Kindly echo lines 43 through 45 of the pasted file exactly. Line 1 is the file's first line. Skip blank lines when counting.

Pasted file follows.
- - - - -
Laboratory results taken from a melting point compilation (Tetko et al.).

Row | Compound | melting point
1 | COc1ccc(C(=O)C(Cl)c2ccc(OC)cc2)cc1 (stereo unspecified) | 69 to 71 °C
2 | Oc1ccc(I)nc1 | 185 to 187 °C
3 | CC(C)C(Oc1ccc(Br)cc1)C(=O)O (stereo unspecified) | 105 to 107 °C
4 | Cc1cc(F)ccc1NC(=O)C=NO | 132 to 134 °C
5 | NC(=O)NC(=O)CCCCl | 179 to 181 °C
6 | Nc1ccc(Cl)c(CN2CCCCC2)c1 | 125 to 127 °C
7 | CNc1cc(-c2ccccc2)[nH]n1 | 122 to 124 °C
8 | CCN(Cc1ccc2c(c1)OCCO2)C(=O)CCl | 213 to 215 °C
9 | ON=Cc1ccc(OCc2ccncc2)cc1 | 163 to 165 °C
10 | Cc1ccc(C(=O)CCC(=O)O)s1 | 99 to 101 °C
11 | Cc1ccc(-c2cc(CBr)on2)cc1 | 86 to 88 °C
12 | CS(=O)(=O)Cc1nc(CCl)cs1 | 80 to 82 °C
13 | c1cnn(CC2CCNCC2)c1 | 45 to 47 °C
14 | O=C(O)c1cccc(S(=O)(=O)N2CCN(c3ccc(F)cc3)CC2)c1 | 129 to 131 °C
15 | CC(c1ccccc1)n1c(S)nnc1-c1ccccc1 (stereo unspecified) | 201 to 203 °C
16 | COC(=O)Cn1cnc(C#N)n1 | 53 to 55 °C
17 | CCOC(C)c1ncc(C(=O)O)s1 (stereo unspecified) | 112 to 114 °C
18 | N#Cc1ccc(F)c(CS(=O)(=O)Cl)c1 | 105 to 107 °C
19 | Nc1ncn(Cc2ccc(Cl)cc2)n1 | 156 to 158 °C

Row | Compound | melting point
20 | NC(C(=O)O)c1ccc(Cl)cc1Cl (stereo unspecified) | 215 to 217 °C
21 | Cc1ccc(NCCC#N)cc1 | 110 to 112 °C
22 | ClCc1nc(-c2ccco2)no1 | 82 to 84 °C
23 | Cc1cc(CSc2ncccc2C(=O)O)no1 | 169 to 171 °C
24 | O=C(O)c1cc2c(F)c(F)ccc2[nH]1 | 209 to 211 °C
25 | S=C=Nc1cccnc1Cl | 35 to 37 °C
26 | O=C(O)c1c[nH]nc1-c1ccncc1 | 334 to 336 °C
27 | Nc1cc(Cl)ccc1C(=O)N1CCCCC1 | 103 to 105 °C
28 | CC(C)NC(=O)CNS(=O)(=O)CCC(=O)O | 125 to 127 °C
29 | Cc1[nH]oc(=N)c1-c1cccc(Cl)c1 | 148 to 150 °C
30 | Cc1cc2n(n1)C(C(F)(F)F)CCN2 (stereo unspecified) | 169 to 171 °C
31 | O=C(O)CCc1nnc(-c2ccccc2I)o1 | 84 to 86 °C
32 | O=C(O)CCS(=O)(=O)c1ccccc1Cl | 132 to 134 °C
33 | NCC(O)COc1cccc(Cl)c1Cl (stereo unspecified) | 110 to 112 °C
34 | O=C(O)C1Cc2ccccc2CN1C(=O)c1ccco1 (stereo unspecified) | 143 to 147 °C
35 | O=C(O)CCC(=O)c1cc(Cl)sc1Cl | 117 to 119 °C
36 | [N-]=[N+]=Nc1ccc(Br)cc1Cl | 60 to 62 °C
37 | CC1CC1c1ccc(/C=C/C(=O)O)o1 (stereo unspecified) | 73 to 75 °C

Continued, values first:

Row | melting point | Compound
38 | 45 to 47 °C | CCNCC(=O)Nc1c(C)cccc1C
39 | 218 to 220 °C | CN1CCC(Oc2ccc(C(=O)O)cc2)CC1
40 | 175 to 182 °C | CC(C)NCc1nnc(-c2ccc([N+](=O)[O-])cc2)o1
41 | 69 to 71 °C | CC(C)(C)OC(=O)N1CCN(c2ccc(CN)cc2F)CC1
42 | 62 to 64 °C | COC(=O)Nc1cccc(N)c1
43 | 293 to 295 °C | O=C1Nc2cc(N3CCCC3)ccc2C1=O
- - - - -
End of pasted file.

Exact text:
38 | 45 to 47 °C | CCNCC(=O)Nc1c(C)cccc1C
39 | 218 to 220 °C | CN1CCC(Oc2ccc(C(=O)O)cc2)CC1
40 | 175 to 182 °C | CC(C)NCc1nnc(-c2ccc([N+](=O)[O-])cc2)o1